One of the most important passages in the more than 1,700 page agreement is Article 32.10, which effectively prohibits Canada and Mexico from entering into free trade agreements with China, by allowing for the rapid termination of USMCA should one of the signatories enter into such an agreement with a “non-market economy,” a legal euphemism for China.
Steve Bannon, former editor of the right-wing Breitbart News and Trump’s 2016 campaign manager, spelled out the basic geostrategic aim of USMCA in a recent interview with CNBC. “China have gamed the system to use Mexico to gain materials … This is about the realignment of the global supply chain.” He added, “What you are seeing in the signing today with China and with the USMCA is the beginning of the end of the managed decline of the United States.”
Bernie Sanders, along with seven other Democratic senators including several ex-candidates for the 2020 presidential nomination, voted against the USMCA bill in the Senate. In a statement, Sanders attacked Trump using Trump’s own language, arguing that the bill did not go far enough to “rewrite our disastrous trade agreements and create and protect good-paying American jobs.”
Since shortly after the 2016 election, Sanders has signaled his willingness to work with Trump on his nationalist economic agenda. Sanders is also a longstanding supporter of trade war with China—his first piece of sponsored legislation in Congress was a bill which he co-sponsored with Nancy Pelosi opposing the development of trade relations with China. His targeting of a key strategic rival is in keeping with Sanders’ support for American imperialism. The Vermont Senator has voted for numerous wars and defense budgets throughout his career.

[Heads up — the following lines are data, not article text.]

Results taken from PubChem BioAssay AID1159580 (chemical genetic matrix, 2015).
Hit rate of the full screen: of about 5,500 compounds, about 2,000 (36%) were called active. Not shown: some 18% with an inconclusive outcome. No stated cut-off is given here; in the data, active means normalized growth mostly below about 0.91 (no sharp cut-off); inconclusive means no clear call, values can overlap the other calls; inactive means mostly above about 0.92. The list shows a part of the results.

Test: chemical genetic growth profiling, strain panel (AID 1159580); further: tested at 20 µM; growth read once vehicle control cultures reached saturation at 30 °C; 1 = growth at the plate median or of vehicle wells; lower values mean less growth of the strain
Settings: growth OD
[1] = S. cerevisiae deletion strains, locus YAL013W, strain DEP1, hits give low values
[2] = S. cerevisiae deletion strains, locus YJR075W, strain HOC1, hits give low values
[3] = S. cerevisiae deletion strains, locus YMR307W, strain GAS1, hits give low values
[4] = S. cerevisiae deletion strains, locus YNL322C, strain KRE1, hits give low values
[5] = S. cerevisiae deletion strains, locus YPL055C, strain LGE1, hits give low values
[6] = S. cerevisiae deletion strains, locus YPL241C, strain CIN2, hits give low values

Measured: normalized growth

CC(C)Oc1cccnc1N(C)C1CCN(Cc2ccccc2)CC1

A related aim of the pact is to offset the longstanding decline of the American auto industry to foreign-based rivals. It requires that 75 percent of the value of a vehicle be produced in North America for it to be exempted from tariffs, up from NAFTA’s 62.5 percent.
The Trump administration has pointed repeatedly to the auto industry as an issue of “national security,” and has threatened punitive tariffs not only against Chinese but also European auto imports.